I write a lot, but only open my mouth to change feet. When a former (not by their choice) customer of mine said that Toyota was a great manufacturer, I blurted out that they were headed for a fall, and that they're in the same position GM was in the 1970's. In other words, they built marginal cars, but public opinion hadn't caught on yet. The bias against domestic automakers was too strong, even though their quality had improved steadily over the past 20 years (Except Chrysler).
Well, today my little prediction was right. Part of it was that they abandoned quality control in favor of high volume. Honda too, has also suffered from some major quality problems too, including, but not limited to, the transmissions in their Accords (early 2000's). Since they had this great reputation of reliability, quality and high resale value, customers bought and leased (fleeced) these little Camrys and Accords in droves. Another aspect of this perception made reality was that a ten year old Camry could demand more than a five year old Malibu. (I've been scoping out cars for a couple months).
The problem with perception driven reality is that eventually, real reality will eventually catch up. It could catch up to the point that I could trade my disabled Intrepid for a running Accord, even up. My wife's friend, who just leased a Camry is now scared to death to drive it because of the possibility of a stuck accelerator. In the olden days, this was nothing a little WD-40 couldn't fix. Now every problem requires a re engineering of the part or parts involved because failure tolerances are so close. Parts used to be under engineered and overbuilt. You didn't even need a torque wrench to do minor engine repair 30 or 40 years ago; now they are mandatory because cars and the materials they are made out of are so fragile. This is due to the higher cost of materials and labor, and a push to save money somehow.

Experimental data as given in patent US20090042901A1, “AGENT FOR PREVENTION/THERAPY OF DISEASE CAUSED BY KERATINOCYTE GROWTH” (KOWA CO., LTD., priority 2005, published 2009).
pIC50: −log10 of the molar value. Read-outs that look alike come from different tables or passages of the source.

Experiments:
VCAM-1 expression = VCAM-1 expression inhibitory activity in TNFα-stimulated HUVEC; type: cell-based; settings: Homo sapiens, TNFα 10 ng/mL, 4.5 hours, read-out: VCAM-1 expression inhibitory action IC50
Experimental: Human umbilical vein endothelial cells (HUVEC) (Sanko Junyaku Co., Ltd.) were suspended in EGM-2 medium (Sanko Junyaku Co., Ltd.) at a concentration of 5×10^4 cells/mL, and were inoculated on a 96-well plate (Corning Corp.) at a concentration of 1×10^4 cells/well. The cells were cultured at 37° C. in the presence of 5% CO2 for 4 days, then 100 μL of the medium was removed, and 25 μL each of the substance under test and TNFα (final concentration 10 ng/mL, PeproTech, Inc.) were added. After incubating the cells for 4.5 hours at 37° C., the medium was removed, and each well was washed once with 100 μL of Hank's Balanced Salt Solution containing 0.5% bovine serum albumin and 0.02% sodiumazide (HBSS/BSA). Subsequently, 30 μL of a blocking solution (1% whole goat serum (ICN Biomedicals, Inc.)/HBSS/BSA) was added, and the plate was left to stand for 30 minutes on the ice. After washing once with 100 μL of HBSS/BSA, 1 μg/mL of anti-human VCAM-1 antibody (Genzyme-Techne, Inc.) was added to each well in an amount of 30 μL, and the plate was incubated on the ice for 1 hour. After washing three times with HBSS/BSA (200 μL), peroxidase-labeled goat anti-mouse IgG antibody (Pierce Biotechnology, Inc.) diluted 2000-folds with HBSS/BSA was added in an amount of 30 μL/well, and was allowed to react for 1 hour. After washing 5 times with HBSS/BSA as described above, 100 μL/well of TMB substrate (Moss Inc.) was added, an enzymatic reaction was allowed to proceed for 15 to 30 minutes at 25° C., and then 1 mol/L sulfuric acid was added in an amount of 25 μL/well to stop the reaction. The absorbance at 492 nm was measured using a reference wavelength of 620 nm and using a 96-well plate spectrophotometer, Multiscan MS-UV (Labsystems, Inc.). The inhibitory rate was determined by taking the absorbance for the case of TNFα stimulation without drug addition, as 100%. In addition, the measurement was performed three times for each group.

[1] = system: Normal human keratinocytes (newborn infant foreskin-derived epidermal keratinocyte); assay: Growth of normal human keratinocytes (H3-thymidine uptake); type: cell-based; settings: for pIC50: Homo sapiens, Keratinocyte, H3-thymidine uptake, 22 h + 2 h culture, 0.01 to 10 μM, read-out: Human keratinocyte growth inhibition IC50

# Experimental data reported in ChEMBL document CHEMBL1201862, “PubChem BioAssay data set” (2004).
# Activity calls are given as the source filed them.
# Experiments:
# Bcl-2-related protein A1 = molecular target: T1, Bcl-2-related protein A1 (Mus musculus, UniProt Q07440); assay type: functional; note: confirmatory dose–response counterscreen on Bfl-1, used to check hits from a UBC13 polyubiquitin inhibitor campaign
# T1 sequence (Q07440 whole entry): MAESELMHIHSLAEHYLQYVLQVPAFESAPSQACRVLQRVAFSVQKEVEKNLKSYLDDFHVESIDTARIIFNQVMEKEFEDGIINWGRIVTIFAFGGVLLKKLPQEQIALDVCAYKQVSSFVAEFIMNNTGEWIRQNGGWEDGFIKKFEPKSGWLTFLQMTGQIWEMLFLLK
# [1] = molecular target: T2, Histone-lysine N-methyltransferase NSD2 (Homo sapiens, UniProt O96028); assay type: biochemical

Another problem is the increased dependance of computers and electronic controls on automobiles in general. in 1986, our family bought a 1979 Fiat Strada for $750 dollars. As unreliable as this car was, it had its virtues. My stepfather had to fix the heater, speedometer and window regulator on this car soon after we got it. The parts weren't too much and the effort to fix it wasn't horrible either. All one needed was a wrench and screwdriver. Now all cars have their windows, speedometer and heaters controlled with a computer. Instead of cranks and cables costing a few dollars, it can now be hundreds to fix the same things on a modern automobile, otherwise do a redneck repair (I did a lot on the Fiat when parts were unavailable).
I'm looking forward to a time when things will be simple and easy and it won't take a rocket scientist to fix something as mundane as an automobile. Mabye get to the point where we won't need them. I apologize for the ranting by the way. Maranatha!